I should have known better
I didn't expect to be spending my Tuesday night/Wednesday morning hooked up to wires and monitors with an IV drip piercing into my right arm. Yet I couldn't be surprised when my ER nurse at Mount Sinai was quick to diagnose the cause of my heart doing what felt like an impromptu drum solo in my chest.
I hadn't done anything out of the ordinary that day. The order at which I did everything, however, was not in sync with my daily rhythm.
Ryan and I have often mentioned how we participate in what feels like a sort of team-building exercise before the show. First, we venture out for a meal. (Sometimes we agree on what to eat for dinner, sometimes we go our own ways.) But on Tuesday, my schedule was off, and I had to grab a bite earlier than usual. My other pre-show routine went undisturbed. I cracked the tab on the can of my usual 500 ml dose of whatever sugar-free energy drink happened to be on sale. It had been a particularly warm that afternoon, so I took an especially long swig.
Most of the contents of the can were gone in a few short minutes. It didn't take long for the effects of that much caffeine to kick in. What also joined the practical rush was a most unwelcome fluttering of my heart. The occasional palpitation is nothing new for me - stress or exercising will sometimes trigger an abnormal rhythm - but this time, the pounding was unrelenting.
It continued straight through all three hours of Friendly Fire and followed me on my subway/streetcar ride home.
Once on my couch, the head rushes and sweating began. At the urge of my lady, I called Telehealth. After just a few short questions they were ready to call me an ambulance. "Whoa!! That won't be necessary," I told the nurse on the other end.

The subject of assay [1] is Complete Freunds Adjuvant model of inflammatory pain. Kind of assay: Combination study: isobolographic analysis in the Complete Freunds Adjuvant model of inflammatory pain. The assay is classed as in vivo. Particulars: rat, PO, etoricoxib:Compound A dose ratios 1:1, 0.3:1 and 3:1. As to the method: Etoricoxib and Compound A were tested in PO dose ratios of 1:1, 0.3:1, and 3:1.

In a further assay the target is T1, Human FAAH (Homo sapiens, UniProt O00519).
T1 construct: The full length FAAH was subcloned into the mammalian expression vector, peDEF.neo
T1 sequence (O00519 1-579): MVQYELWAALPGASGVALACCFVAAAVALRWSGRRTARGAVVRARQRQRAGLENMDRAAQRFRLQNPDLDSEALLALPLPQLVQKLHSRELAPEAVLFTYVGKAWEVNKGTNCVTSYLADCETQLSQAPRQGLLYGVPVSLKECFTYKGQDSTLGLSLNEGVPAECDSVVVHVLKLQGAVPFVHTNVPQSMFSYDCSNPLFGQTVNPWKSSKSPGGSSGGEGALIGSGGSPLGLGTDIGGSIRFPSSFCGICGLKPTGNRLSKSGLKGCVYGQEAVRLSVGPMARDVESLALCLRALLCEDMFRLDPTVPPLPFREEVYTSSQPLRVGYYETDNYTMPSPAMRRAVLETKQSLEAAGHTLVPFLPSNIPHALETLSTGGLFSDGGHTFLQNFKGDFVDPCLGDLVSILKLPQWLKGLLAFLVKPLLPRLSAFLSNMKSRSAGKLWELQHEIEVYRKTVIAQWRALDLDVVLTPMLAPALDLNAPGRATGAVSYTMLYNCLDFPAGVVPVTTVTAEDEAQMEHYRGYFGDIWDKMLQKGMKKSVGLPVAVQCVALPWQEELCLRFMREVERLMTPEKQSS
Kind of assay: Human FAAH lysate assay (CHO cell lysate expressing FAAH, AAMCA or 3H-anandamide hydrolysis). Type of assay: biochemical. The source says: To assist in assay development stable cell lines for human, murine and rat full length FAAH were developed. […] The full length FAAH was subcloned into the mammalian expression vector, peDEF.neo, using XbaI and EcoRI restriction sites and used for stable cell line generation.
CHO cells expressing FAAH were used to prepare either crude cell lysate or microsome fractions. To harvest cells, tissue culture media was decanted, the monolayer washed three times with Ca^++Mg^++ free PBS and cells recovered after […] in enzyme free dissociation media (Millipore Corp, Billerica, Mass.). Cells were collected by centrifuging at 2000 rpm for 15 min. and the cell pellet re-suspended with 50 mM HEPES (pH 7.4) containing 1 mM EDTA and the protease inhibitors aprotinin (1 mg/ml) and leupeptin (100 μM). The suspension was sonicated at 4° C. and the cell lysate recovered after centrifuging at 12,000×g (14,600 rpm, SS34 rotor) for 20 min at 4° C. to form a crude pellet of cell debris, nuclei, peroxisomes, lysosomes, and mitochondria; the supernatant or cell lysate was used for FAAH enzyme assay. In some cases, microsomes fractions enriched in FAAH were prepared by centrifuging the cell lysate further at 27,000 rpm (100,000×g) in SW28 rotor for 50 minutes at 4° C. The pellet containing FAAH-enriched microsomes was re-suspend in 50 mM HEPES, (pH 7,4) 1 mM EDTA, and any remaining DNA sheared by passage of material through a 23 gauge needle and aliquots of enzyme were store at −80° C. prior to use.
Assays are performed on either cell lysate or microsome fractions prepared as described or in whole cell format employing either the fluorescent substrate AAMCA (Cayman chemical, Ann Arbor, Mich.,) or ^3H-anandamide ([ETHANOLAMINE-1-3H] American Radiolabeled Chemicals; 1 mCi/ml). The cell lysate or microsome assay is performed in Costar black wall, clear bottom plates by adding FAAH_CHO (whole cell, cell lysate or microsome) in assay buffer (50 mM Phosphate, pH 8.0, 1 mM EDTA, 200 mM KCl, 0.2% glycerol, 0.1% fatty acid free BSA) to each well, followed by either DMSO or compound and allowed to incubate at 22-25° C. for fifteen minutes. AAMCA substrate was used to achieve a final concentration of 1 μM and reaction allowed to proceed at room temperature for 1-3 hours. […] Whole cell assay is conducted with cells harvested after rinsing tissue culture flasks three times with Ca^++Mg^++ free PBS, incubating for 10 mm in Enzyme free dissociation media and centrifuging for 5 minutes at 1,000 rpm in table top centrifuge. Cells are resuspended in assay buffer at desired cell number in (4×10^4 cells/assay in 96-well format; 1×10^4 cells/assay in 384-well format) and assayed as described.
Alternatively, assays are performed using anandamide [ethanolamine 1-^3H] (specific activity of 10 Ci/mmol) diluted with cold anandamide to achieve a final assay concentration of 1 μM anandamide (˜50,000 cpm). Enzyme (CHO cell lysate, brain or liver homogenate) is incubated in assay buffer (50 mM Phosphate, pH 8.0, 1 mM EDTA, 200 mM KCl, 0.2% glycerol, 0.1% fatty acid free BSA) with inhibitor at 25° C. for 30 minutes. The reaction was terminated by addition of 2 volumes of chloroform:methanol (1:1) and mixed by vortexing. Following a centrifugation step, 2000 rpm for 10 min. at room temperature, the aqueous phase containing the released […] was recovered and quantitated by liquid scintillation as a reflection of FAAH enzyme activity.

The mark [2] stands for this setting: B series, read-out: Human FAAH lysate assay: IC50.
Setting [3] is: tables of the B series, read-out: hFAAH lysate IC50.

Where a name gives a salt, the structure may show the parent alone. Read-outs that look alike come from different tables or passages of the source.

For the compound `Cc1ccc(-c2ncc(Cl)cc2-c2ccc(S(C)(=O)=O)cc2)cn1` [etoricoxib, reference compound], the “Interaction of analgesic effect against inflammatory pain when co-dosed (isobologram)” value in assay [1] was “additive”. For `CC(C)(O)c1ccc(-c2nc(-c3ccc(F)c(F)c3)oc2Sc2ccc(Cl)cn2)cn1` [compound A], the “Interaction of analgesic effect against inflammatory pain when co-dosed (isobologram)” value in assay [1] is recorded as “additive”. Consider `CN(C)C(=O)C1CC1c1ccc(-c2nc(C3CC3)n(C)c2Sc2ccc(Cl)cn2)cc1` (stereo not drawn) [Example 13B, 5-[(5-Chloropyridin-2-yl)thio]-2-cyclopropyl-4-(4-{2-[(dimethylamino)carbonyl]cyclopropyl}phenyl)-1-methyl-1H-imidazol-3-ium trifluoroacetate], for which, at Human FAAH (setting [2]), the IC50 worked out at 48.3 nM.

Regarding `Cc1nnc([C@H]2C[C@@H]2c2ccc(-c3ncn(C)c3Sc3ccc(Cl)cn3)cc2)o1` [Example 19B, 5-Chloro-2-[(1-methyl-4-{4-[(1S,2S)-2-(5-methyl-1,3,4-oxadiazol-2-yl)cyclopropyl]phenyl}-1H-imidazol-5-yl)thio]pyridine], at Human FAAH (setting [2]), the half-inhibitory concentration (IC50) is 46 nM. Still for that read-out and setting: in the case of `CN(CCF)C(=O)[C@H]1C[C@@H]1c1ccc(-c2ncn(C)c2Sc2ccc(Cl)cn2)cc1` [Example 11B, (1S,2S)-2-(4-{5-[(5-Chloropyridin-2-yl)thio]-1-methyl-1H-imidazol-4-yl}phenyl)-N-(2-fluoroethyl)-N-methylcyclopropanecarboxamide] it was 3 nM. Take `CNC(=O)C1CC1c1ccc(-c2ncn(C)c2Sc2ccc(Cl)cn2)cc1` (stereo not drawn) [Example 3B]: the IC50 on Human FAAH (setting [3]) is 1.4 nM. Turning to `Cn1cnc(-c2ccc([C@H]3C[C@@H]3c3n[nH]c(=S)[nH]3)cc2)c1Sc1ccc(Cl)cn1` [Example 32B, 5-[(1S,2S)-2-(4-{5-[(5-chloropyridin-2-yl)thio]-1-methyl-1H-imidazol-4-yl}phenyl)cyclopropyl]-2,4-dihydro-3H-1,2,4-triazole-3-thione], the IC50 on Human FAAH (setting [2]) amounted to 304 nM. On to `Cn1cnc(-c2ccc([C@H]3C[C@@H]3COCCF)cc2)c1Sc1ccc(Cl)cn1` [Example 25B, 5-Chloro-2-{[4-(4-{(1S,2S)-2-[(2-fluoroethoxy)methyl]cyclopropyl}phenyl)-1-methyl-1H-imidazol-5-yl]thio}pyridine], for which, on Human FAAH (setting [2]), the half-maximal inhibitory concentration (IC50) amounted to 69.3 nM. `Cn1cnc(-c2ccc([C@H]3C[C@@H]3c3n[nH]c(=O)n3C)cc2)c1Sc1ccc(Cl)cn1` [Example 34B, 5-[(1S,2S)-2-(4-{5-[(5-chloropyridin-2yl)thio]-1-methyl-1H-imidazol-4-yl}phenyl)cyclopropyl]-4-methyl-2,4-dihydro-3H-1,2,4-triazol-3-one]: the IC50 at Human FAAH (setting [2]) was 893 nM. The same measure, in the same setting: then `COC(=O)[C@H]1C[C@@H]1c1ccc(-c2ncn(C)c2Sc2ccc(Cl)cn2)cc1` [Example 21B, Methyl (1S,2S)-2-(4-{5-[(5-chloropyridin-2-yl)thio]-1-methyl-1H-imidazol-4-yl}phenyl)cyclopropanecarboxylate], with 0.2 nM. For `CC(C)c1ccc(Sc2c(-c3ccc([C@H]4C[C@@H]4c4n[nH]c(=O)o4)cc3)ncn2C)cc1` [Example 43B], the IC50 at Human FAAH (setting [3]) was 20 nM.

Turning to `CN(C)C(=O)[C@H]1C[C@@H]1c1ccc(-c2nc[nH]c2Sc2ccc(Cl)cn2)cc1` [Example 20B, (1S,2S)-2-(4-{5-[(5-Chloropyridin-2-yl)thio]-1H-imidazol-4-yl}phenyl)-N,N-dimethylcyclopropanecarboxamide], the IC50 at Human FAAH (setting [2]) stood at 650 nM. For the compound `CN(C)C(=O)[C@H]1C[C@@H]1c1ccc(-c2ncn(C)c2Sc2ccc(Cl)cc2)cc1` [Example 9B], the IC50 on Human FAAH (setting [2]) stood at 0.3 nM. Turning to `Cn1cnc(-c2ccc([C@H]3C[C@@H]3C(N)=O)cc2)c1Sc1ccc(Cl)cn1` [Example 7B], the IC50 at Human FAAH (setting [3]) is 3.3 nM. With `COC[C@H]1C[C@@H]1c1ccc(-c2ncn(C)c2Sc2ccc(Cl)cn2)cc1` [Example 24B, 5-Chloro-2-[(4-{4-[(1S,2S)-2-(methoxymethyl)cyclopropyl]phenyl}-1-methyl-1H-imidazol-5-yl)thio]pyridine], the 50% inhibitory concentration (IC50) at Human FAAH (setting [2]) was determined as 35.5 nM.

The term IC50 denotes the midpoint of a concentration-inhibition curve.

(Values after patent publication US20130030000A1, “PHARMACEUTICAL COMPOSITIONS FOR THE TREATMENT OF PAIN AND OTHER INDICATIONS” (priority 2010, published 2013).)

She replied with something along the lines of: "Mr. Downs, I have to tell you that any delay to you receiving treatment could be a significant risk to your health." (It did sound as if she was reading off a script to clear herself from any liability if I were to happen to drop dead in my living room.)
We waited a few minutes, and a few more head rushes and drum solos later, I decided it was time to get to the hospital. We took the TTC. (What?! Cabs are expensive in Toronto!)
Mount Sinai for emergency situations was the recommendation of a cabbie who once insisted he take me there instead of St. Mike's, which is closer. He was right. It's the difference between taking Porter to Montreal versus a Greyhound. (No offence, Greyhound ... or St. Mike's)
Within minutes I was in an ER bed receiving a scolding from nurse Jackie (seriously, her name) for pounding an energy drink on an empty stomach. The doctor gave me medication to make my heart stop spazzing out and I was sent home few hours later.
This is in no way an indictment of the energy-drink industry. It is an eye-opener that, under certain circumstances, these drinks - even just one - can have a serious and potentially dangerous effect on an otherwise healthy male heart.
These drinks need to be recognized for what they really are: medicine. And we all know that a doctor will sometimes tell you not to take certain prescriptions on an empty stomach.